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Insurance battle pits injured man against New Underwood School District
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Insurance battle pits injured man against New Underwood School District

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A former New Underwood teacher and coach, who was seriously injured in a July 2017 Wyoming motorcycle crash, is looking to recover $4 million in damages as a result of his injuries.

Holding up matters, however, is a complicated insurance battle between the injured party, his motorcycle insurance company,  the New Underwood School District and the district's health insurance provider.

According to a complaint filed against the New Underwood School District, former teacher D.J. Toczek was throw from his motorcycle on July 8, 2017 after a vehicle driven by Christopher Nesius crashed into him while fleeing from law enforcement at more than 100 mph on an interstate in Wyoming.

Nesius was uninsured, sentenced to prison and ordered to pay $330,835 in restitution.

Toczek suffered a traumatic brain injury, among other very severe fractures which required immediate medical attention and in-patient treatment. Toczek said his recovery is far from over.

However, Toczek cannot touch the settlement funds, which were paid from the uninsured motorist coverage that was part of the insurance plan covering the motorcycle. 

That's because Toczek's health insurance provider, Wellmark, has filed a subrogation claim for $332,705, according to the complaint.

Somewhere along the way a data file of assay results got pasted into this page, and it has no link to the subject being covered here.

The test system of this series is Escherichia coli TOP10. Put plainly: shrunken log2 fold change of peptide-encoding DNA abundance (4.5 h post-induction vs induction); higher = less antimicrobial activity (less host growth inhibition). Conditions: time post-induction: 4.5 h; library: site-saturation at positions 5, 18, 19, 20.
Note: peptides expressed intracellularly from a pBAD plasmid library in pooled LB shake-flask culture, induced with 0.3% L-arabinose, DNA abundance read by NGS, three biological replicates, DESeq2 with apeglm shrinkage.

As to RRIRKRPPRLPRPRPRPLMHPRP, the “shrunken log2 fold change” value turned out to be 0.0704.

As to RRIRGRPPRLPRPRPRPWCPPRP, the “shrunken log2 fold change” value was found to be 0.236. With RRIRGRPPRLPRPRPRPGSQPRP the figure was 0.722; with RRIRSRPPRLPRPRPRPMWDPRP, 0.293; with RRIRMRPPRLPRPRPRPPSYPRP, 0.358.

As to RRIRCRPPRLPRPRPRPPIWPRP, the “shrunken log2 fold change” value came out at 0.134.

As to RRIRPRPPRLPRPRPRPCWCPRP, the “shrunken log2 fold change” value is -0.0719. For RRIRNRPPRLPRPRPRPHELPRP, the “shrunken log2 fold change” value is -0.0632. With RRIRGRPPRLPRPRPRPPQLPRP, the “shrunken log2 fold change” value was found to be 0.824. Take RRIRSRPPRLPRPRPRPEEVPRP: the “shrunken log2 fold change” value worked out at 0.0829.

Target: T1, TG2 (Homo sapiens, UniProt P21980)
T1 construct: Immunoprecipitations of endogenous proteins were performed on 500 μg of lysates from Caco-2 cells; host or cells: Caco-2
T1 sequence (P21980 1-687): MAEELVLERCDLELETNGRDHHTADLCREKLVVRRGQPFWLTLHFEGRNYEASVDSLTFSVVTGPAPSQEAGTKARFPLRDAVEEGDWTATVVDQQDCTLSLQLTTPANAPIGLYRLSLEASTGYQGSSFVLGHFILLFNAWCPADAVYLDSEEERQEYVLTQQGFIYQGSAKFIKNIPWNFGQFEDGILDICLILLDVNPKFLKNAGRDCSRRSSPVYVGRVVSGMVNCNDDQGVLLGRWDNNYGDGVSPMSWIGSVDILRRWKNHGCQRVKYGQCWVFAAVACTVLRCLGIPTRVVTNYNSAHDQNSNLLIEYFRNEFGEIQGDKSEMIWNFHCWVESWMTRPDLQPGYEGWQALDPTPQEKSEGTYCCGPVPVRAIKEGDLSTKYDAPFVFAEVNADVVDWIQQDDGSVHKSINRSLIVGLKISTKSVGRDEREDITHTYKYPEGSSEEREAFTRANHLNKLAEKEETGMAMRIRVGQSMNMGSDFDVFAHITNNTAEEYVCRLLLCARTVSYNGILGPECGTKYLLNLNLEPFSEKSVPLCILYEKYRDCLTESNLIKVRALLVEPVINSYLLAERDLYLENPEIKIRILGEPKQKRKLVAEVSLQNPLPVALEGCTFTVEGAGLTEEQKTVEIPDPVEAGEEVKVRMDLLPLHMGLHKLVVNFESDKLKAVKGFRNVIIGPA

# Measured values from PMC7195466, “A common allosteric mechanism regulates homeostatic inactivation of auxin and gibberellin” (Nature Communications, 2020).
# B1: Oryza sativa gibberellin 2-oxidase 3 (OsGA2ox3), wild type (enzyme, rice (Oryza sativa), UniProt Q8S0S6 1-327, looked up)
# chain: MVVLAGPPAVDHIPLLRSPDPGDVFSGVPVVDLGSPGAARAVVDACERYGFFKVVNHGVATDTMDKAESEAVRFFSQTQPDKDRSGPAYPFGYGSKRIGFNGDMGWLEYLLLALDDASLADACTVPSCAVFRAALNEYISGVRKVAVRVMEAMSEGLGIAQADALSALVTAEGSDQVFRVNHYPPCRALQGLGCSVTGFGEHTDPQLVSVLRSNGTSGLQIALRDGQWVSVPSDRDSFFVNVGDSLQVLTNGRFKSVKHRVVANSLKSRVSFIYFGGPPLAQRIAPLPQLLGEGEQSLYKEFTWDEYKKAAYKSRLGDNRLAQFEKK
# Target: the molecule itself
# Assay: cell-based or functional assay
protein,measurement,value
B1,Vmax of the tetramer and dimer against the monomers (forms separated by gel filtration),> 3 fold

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The New Underwood School District provided Toczek with the Black Hills Educational Benefits Cooperative Health Plan, which is administered by Wellmark Blue Cross and Blue Shield of South Dakota. Wellmark contracted Rawlings Group, a compensation recovery group that outsources subrogation services to health insurance providers.

Wellmark paid Rawlings Group to find out if the insurer is legally entitled to reimbursement out of personal injury settlements or verdicts.

Toczek's attorneys filed a lawsuit against the New Underwood School District on Aug. 12, seeking declaratory judgment that would waive the school district's right to subrogation, thus allowing Toczek to receive his settlement funds. 

Attorney and University of South Dakota School of Law Professor Emeritus Roger Baron, and Rapid City-based attorneys Frank Bettman and Tina Hogue are representing Toczek. Baron said the New Underwood school board members weren't aware of the subrogation claim, nor did they have any desire to pursue repayment of the medical bills. 

Rodney Freeman Jr., an attorney with a Huron law firm, was approved by the New Underwood School Board to provide legal services to the school district and has been advising the board on the matter. So far, the school district has received requests from Toczek's attorneys to waive the subrogation claim in mid-July. 

Wellmark's representative is still pursing the subrogation claim anyway, claiming that the insurance plan provides the company the right to do so regardless of the school district's wishes. 

Without a waiver from the school district, Toczek's attorneys are forced to take the matter to court. 

New Underwood School Superintendent Katie Albers declined to comment. 

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